The sham elections have been used by India as one of the many tools to legitimize and perpetuate the occupation of the State against international law. It imposes a handful of quislings to its bidding in the State. The quislings have vested interest based on narrow selfish considerations of power and money. When the quislings’ mutual squabble threatens to unravel the government it crashes like a house of cards. Indians resort to their predictable colonialist tool from their dirty little tool box, the Governor’s Rule. Governor’s Raj unmasks the ugly face of the occupation, ripping apart its cloak of participatory democracy. It reveals itself for what it really is, a neo-colonialist enterprise of an old British colony.  Governor’s raj  is an essential element of the Indian rule which is used to clean house and tighten the nuts and bolts which loosen during the brief periods of civilian rule under the weight of the resistance to occupation. Governor’s rule cuts through the chase, brushes aside all pretensions of democracy and uses emergency powers of an Indian appointee.

The political hot potato that the Indian-sponsored elections have become, is evident from the crisis the APHC (M) plunged into almost overnight, by one of its constituent members, Mr.Abbas Ansari’s calling the election boycott a “non-issue”. Public resentment and reaction was sharp and swift, unnerving the pliant faction of the APHC. It quickly fell in line with the will of the masses. It is not the militants, but the masses that chastised the leadership for betraying the national trust.  Such is the emotional and the political landscape of Kashmir. The group’s chairman had to return immediately from India to stave off a disastrous fate for the amalgam.  APHC( M )had to quickly distance itself from Mr. Ansari and restate its repudiation of the elections. Such is the cynicism and disdain with which the Kashmiris look at the elections which are shoved down the throats of Kashmiris. To reiterate once again, that is not so because the Kashmiris have some sort of inherent disregard for democratic elections, far from that, they have been giving immense sacrifices for the last 61 years to acquire the right to vote and to savor the taste of democracy. However, they viscerally hate Indian attitude and audacity to say what is right for the Kashmiris, the rightful owners of Kashmir. Sure the want elections, sure they want a popular pluralistic democracy, but they want that decision to be made by the Kashmiris themselves in total freedom. They want the walls of the “largest prison” in the world torn down before they can participate in the elections. They want the Indian soldiers off their streets and out of their neighborhoods before they can vote without fear and intimidation.  After all why are the Indians at the verge of forcing millions of Kashmiris at gunpoint to get out and vote, while they have already placed political and civic leaders in detention in side their homes and inside prisons? Is that not a clear contradiction in policies of the rulers? In Kashmir the only people who are really free are the Indian soldiers. They are the only ones roaming the streets of Kashmir freely. Kashmiris are prisoners in their homeland. It is a new era apartheid where the Indian colonialists are the overlords and Kashmiris the subjects with an allocated status at the discretion of the Indian bureaucracy. There is no room for unfettered voting as long as Security Forces remain on the streets.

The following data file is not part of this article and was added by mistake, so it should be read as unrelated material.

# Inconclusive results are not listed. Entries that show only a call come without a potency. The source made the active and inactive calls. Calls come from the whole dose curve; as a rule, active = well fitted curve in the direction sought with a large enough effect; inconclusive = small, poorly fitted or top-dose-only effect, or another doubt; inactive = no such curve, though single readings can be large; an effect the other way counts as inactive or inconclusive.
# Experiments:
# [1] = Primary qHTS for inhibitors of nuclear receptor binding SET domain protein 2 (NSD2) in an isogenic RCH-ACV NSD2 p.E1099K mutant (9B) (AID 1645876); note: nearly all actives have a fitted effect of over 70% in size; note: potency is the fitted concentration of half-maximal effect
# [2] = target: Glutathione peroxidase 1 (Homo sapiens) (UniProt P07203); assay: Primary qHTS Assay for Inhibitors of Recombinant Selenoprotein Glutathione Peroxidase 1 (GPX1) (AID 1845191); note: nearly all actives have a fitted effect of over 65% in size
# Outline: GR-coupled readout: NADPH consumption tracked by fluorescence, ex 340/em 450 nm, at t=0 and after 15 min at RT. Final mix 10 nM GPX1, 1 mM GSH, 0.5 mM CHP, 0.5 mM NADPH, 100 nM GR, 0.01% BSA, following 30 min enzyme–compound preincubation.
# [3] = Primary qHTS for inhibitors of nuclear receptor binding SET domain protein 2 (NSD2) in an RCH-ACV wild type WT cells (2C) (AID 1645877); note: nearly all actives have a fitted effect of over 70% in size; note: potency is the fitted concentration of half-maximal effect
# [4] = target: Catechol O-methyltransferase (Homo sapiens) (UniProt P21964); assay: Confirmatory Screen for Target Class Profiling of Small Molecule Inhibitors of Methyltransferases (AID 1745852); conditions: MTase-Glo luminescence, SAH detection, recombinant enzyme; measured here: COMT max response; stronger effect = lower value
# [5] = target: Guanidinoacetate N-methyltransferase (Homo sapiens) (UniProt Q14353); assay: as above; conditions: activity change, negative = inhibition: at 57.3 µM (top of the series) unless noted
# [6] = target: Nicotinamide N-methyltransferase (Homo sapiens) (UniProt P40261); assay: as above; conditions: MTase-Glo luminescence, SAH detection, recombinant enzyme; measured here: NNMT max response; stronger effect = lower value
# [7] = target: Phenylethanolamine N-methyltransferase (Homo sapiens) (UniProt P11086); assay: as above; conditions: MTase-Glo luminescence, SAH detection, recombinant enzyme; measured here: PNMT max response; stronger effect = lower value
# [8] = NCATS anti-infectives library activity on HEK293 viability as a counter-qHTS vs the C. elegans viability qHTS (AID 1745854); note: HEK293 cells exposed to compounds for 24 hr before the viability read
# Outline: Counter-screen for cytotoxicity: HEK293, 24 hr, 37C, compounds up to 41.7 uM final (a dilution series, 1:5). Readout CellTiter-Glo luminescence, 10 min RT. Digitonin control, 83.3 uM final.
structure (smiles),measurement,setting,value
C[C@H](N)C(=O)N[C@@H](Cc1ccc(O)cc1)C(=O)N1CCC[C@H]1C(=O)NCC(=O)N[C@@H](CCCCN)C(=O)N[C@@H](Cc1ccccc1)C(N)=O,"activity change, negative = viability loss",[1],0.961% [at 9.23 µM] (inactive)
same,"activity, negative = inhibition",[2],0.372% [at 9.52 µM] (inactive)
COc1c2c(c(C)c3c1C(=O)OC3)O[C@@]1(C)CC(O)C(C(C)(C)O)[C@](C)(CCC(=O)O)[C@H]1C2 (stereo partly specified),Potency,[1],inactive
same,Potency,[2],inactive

What they also want to achieve is the right of self-determination first; and the right to elect their representatives to govern them next. They do not want to put the cart before the horse, but the horse before the cart. Then alone will the Kashmiri society support elections and guarantee peace.

 The international community, particularly the United States of America can and must act, and persuade India to enter in to a tripartite and mediated dialogue with Pakistan and Kashmiri leadership to set a timetable to hold UNSC sanctioned plebiscite in the entire State of Jammu and Kashmir. It is not befitting or acceptable to Kashmiris nor is it in the best interest of the regional peace to keep giving a pass to India on Kashmir issue. We urge that the Ambassador Richard Holbrook, not show special deference to India in addressing the Kashmir issue in tandem with the over all geopolitical crisis in the region.